The Navy today announced it would begin drafting an environmental impact statement for its proposed demolition and construction of facilities at Pearl Harbor, an extended but necessary process associated with improving the four public shipyards.
The service aims to build a new submarine dry dock and waterfront production facility at Pearl Harbor as part of its Shipyard Infrastructure Optimization Plan, an upgrade the Navy says is necessary for the installation to remain useful to the future submarine fleet.
"Following the phasing out of the Los Angeles Class submarine in 2022, [the current dry dock] would no longer be capable of servicing any active submarines due to size limitations," the Navy wrote in a Sept. 15 notice announcing its intent to prepare an EIS.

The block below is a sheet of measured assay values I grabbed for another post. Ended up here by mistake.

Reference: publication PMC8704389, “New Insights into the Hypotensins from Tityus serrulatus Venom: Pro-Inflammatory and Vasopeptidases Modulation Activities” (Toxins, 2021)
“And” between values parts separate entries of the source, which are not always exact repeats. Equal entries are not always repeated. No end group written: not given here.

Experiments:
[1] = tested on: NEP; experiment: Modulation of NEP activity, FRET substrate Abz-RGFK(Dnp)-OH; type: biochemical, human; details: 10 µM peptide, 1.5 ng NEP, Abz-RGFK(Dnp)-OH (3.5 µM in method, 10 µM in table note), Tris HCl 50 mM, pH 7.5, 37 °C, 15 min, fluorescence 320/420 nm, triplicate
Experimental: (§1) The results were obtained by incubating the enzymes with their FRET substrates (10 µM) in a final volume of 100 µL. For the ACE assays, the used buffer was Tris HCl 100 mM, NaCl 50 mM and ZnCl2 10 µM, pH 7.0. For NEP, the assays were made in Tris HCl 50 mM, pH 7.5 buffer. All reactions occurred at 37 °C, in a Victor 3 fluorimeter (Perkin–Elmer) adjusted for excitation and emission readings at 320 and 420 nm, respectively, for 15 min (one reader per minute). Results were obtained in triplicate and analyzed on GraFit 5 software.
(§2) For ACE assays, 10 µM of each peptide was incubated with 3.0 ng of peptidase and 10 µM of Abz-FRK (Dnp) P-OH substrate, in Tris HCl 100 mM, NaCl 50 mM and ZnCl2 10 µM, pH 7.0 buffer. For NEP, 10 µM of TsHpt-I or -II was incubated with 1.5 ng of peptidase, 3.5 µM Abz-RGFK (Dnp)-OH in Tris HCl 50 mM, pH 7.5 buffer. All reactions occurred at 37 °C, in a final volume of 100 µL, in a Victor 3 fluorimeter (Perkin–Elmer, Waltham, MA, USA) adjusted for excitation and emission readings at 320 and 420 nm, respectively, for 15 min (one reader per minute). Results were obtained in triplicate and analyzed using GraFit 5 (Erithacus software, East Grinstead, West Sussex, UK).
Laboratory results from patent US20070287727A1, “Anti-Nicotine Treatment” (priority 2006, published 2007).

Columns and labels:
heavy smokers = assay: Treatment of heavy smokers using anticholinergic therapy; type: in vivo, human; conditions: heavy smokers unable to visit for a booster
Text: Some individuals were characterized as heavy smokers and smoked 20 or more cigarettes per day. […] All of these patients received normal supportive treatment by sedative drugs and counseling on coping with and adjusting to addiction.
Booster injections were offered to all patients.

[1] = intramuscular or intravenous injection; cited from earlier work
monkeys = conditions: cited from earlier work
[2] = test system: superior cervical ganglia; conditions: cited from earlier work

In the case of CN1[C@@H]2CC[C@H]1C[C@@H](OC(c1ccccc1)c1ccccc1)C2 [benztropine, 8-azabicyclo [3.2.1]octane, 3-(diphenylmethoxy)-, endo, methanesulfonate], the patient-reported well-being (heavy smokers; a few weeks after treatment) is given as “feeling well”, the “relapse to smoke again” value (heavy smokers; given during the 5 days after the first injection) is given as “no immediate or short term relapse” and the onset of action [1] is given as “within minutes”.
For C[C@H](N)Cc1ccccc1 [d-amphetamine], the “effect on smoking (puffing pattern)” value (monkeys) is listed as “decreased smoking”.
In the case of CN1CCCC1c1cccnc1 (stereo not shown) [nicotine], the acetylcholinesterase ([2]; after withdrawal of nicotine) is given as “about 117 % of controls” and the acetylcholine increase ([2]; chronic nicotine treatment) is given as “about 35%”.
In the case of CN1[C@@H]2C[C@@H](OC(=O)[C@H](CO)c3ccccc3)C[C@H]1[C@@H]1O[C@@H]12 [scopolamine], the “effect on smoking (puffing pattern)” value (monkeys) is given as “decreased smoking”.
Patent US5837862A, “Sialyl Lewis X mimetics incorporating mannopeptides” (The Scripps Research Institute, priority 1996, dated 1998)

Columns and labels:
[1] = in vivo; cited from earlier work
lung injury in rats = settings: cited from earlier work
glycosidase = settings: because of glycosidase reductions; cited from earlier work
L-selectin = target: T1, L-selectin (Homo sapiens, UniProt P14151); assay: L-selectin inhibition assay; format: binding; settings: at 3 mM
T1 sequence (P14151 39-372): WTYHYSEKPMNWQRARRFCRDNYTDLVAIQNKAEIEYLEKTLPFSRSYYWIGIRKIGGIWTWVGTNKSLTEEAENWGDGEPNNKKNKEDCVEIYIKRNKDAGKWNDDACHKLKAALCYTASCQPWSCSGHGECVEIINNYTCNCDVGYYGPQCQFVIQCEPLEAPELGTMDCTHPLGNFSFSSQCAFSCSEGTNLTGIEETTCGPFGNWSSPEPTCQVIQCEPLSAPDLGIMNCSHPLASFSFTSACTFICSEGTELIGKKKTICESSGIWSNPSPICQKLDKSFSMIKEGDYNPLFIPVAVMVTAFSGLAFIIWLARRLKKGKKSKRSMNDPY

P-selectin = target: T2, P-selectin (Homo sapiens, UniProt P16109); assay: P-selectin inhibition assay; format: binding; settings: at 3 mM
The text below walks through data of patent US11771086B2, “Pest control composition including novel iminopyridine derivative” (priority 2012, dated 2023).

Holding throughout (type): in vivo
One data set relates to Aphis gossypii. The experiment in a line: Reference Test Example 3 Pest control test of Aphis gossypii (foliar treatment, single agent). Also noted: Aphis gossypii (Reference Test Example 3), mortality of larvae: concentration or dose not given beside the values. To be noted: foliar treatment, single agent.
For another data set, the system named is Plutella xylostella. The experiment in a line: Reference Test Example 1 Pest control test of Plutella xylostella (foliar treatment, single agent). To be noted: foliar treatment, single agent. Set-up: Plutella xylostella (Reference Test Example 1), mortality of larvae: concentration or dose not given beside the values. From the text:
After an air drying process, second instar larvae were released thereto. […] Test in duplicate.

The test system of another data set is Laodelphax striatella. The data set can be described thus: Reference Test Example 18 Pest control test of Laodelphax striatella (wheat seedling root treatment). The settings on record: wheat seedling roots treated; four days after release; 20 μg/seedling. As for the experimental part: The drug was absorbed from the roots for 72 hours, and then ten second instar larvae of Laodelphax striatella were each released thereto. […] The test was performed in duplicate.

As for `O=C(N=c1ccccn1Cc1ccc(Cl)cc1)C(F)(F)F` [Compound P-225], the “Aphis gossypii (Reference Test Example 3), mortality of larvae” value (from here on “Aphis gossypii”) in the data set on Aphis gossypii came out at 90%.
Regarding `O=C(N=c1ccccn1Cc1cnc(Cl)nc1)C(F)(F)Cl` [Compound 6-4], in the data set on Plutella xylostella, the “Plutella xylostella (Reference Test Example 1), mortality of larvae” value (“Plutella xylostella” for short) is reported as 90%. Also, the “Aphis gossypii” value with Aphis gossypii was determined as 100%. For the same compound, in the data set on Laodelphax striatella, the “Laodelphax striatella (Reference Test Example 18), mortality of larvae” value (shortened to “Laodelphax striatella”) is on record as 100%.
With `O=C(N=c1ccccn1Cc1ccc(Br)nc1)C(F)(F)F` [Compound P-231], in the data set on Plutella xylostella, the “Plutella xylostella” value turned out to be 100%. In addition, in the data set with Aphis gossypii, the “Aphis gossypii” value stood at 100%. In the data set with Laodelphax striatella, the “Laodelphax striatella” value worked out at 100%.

The National Environmental Policy Act requires the Pentagon to consider a wide range of effects its construction and operations could have on the environment as well as solicit feedback from local and state governments and the general public.
"The Navy is initiating a 32-day public scoping process beginning on September 11, 2020 and extending through October 13, 2020. The purpose of the public scoping process is to identify community interests and to receive comments on the scope of the EIS and the project’s potential to affect historic properties," according to the public notice.
A virtual public meeting will also be held Sept. 29.
As part of the drafting process, the Navy is offering several scenarios in which it constructs a covered or uncovered dry dock, a crane and a waterfront production facility; the alternatives differ in where each facility is placed around the shipyard.
There is also a "no action" alternative in which the current facilities are left standing and the service is unable to maintain its future fleet.